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dc.contributor.authorKlaproth, Oliver W.-
dc.contributor.authorVernaleken, Christoph-
dc.contributor.authorKrol, Laurens R.-
dc.contributor.authorHalbruegge, Marc-
dc.contributor.authorZander, Thorsten O.-
dc.contributor.authorRusswinkel, Nele-
dc.date.accessioned2020-12-08T12:10:31Z-
dc.date.available2020-12-08T12:10:31Z-
dc.date.issued2020-08-11-
dc.identifier.issn1662-4548-
dc.identifier.urihttps://depositonce.tu-berlin.de/handle/11303/12139-
dc.identifier.urihttp://dx.doi.org/10.14279/depositonce-11013-
dc.description.abstractThis study presents the integration of a passive brain-computer interface (pBCI) and cognitive modeling as a method to trace pilots’ perception and processing of auditory alerts and messages during operations. Missing alerts on the flight deck can result in out-of-the-loop problems that can lead to accidents. By tracing pilots’ perception and responses to alerts, cognitive assistance can be provided based on individual needs to ensure they maintain adequate situation awareness. Data from 24 participating aircrew in a simulated flight study that included multiple alerts and air traffic control messages in single pilot setup are presented. A classifier was trained to identify pilots’ neurophysiological reactions to alerts and messages from participants’ electroencephalogram (EEG). A neuroadaptive ACT-R model using EEG data was compared to a conventional normative model regarding accuracy in representing individual pilots. Results show that passive BCI can distinguish between alerts that are processed by the pilot as task-relevant or irrelevant in the cockpit based on the recorded EEG. The neuroadaptive model’s integration of this data resulted in significantly higher performance of 87% overall accuracy in representing individual pilots’ responses to alerts and messages compared to 72% accuracy of a normative model that did not consider EEG data. We conclude that neuroadaptive technology allows for implicit measurement and tracing of pilots’ perception and processing of alerts on the flight deck. Careful handling of uncertainties inherent to passive BCI and cognitive modeling shows how the representation of pilot cognitive states can be improved iteratively for providing assistance.en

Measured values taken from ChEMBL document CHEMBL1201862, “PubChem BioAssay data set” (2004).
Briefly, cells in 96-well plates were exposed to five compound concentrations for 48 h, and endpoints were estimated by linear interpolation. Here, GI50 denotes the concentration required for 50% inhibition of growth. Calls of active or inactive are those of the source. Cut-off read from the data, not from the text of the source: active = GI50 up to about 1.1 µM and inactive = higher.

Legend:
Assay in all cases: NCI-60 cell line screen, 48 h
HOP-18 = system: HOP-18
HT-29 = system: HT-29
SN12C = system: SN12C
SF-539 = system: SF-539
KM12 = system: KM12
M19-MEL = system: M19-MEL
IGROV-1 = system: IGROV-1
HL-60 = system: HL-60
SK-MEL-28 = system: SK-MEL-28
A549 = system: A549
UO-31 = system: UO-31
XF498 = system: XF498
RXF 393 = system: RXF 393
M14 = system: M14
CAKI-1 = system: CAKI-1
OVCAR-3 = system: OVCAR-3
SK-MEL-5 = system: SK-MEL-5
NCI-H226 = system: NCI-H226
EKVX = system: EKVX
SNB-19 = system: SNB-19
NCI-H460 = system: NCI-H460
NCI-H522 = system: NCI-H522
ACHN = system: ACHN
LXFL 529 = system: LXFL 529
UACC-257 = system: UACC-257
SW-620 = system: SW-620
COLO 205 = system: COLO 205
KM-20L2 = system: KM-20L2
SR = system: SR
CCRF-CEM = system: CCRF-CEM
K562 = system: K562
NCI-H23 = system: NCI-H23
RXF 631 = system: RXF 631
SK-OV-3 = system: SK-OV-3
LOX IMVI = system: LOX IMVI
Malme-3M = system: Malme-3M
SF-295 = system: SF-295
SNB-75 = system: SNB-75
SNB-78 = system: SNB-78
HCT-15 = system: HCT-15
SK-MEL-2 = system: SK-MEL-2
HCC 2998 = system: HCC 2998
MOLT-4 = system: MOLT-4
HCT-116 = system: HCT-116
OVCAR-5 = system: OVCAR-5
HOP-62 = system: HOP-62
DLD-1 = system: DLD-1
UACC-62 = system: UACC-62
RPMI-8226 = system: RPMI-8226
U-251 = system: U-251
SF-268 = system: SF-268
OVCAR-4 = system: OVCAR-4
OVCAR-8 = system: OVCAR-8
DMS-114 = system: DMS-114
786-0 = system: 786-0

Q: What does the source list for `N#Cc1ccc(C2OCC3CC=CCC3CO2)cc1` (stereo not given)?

dc.description.sponsorshipTU Berlin, Open-Access-Mittel – 2020en
dc.language.isoenen
dc.rights.urihttps://creativecommons.org/licenses/by/4.0/en
dc.subject.ddc610 Medizin und Gesundheitde
dc.subject.othersituation awarenessen
dc.subject.otheraviationen
dc.subject.otherbrain-computer-interfacesen
dc.subject.otherACT-Ren
dc.subject.otherhuman-automation interactionen
dc.titleTracing Pilots’ Situation Assessment by Neuroadaptive Cognitive Modelingen
dc.typeArticleen
dc.date.updated2020-08-11T05:57:57Z-
tub.accessrights.dnbfreeen
tub.publisher.universityorinstitutionTechnische Universität Berlinen
dc.identifier.eissn1662-453X-
dc.type.versionpublishedVersionen
dcterms.bibliographicCitation.doi10.3389/fnins.2020.00795en
dcterms.bibliographicCitation.journaltitleFrontiers in Neuroscienceen
dcterms.bibliographicCitation.originalpublisherplaceLausanneen
dcterms.bibliographicCitation.volume14en
dcterms.bibliographicCitation.originalpublishernameFrontiersen
dcterms.bibliographicCitation.articlenumber795en
Appears in Collections:FG Kognitive Modellierung in dynamischen Mensch-Maschine Systemen » Publications

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